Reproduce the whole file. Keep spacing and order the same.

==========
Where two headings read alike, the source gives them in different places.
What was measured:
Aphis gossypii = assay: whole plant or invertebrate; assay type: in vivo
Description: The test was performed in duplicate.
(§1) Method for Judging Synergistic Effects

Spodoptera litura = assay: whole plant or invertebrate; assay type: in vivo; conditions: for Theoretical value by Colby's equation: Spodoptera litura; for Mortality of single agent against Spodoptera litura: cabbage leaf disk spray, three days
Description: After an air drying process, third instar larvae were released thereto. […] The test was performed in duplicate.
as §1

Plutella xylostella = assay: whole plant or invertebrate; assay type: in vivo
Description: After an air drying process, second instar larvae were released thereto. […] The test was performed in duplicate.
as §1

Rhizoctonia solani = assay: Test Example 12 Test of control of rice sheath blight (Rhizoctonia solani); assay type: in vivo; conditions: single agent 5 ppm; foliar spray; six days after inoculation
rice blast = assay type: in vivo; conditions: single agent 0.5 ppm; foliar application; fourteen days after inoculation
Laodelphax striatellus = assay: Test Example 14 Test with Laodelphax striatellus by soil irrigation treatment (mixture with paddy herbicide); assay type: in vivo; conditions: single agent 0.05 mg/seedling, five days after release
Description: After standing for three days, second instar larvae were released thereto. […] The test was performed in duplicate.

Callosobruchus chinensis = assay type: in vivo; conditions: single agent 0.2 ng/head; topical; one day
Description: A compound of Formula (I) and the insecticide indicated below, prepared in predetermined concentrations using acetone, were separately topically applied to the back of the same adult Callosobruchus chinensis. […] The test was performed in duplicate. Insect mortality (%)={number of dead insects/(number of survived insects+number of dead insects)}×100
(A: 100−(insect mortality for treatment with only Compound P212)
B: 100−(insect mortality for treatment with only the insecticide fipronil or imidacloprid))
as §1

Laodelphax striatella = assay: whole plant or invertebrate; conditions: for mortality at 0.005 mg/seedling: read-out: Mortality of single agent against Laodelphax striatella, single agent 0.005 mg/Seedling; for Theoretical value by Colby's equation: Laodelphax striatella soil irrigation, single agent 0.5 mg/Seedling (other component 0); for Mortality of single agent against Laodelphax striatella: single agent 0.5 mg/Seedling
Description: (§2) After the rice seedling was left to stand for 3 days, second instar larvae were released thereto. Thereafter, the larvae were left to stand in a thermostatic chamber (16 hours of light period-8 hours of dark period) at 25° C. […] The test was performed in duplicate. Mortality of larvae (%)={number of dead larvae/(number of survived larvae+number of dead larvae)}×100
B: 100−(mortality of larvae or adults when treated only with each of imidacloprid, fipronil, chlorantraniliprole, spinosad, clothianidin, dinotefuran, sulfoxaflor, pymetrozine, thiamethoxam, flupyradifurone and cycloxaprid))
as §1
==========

Where two headings read alike, the source gives them in different places.
What was measured:
Aphis gossypii = assay: whole plant or invertebrate; assay type: in vivo
Description: The test was performed in duplicate.
(§1) Method for Judging Synergistic Effects

Spodoptera litura = assay: whole plant or invertebrate; assay type: in vivo; conditions: for Theoretical value by Colby's equation: Spodoptera litura; for Mortality of single agent against Spodoptera litura: cabbage leaf disk spray, three days
Description: After an air drying process, third instar larvae were released thereto. […] The test was performed in duplicate.
as §1

Plutella xylostella = assay: whole plant or invertebrate; assay type: in vivo
Description: After an air drying process, second instar larvae were released thereto. […] The test was performed in duplicate.
as §1

Rhizoctonia solani = assay: Test Example 12 Test of control of rice sheath blight (Rhizoctonia solani); assay type: in vivo; conditions: single agent 5 ppm; foliar spray; six days after inoculation
rice blast = assay type: in vivo; conditions: single agent 0.5 ppm; foliar application; fourteen days after inoculation
Laodelphax striatellus = assay: Test Example 14 Test with Laodelphax striatellus by soil irrigation treatment (mixture with paddy herbicide); assay type: in vivo; conditions: single agent 0.05 mg/seedling, five days after release
Description: After standing for three days, second instar larvae were released thereto. […] The test was performed in duplicate.

Callosobruchus chinensis = assay type: in vivo; conditions: single agent 0.2 ng/head; topical; one day
Description: A compound of Formula (I) and the insecticide indicated below, prepared in predetermined concentrations using acetone, were separately topically applied to the back of the same adult Callosobruchus chinensis. […] The test was performed in duplicate. Insect mortality (%)={number of dead insects/(number of survived insects+number of dead insects)}×100
(A: 100−(insect mortality for treatment with only Compound P212)
B: 100−(insect mortality for treatment with only the insecticide fipronil or imidacloprid))
as §1

Laodelphax striatella = assay: whole plant or invertebrate; conditions: for mortality at 0.005 mg/seedling: read-out: Mortality of single agent against Laodelphax striatella, single agent 0.005 mg/Seedling; for Theoretical value by Colby's equation: Laodelphax striatella soil irrigation, single agent 0.5 mg/Seedling (other component 0); for Mortality of single agent against Laodelphax striatella: single agent 0.5 mg/Seedling
Description: (§2) After the rice seedling was left to stand for 3 days, second instar larvae were released thereto. Thereafter, the larvae were left to stand in a thermostatic chamber (16 hours of light period-8 hours of dark period) at 25° C. […] The test was performed in duplicate. Mortality of larvae (%)={number of dead larvae/(number of survived larvae+number of dead larvae)}×100
B: 100−(mortality of larvae or adults when treated only with each of imidacloprid, fipronil, chlorantraniliprole, spinosad, clothianidin, dinotefuran, sulfoxaflor, pymetrozine, thiamethoxam, flupyradifurone and cycloxaprid))
as §1